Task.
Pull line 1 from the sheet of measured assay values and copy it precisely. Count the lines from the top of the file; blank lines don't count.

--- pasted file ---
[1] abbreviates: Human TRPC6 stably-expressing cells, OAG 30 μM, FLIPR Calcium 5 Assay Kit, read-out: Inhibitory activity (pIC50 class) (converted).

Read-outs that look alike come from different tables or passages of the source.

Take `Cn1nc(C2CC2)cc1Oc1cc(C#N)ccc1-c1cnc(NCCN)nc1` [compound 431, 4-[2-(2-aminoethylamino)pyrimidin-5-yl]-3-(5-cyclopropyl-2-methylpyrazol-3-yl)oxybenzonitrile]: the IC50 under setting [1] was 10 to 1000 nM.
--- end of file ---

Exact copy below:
[1] abbreviates: Human TRPC6 stably-expressing cells, OAG 30 μM, FLIPR Calcium 5 Assay Kit, read-out: Inhibitory activity (pIC50 class) (converted).